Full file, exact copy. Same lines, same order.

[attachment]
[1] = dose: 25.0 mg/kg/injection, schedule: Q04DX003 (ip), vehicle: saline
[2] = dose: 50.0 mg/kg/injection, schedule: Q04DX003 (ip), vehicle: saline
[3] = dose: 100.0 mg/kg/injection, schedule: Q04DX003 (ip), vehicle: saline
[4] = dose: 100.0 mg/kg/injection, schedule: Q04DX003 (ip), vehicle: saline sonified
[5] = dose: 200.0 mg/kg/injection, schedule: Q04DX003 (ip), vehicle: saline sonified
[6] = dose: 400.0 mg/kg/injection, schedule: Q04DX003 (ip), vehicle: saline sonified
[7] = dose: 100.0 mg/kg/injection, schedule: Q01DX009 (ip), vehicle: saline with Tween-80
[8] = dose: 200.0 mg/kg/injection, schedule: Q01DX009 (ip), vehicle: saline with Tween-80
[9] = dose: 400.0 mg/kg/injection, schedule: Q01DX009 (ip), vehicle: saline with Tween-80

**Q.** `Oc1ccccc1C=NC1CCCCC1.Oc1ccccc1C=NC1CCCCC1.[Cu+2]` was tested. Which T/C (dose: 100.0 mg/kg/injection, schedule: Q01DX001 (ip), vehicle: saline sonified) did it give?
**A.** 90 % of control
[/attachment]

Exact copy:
[1] = dose: 25.0 mg/kg/injection, schedule: Q04DX003 (ip), vehicle: saline
[2] = dose: 50.0 mg/kg/injection, schedule: Q04DX003 (ip), vehicle: saline
[3] = dose: 100.0 mg/kg/injection, schedule: Q04DX003 (ip), vehicle: saline
[4] = dose: 100.0 mg/kg/injection, schedule: Q04DX003 (ip), vehicle: saline sonified
[5] = dose: 200.0 mg/kg/injection, schedule: Q04DX003 (ip), vehicle: saline sonified
[6] = dose: 400.0 mg/kg/injection, schedule: Q04DX003 (ip), vehicle: saline sonified
[7] = dose: 100.0 mg/kg/injection, schedule: Q01DX009 (ip), vehicle: saline with Tween-80
[8] = dose: 200.0 mg/kg/injection, schedule: Q01DX009 (ip), vehicle: saline with Tween-80
[9] = dose: 400.0 mg/kg/injection, schedule: Q01DX009 (ip), vehicle: saline with Tween-80

**Q.** `Oc1ccccc1C=NC1CCCCC1.Oc1ccccc1C=NC1CCCCC1.[Cu+2]` was tested. Which T/C (dose: 100.0 mg/kg/injection, schedule: Q01DX001 (ip), vehicle: saline sonified) did it give?
**A.** 90 % of control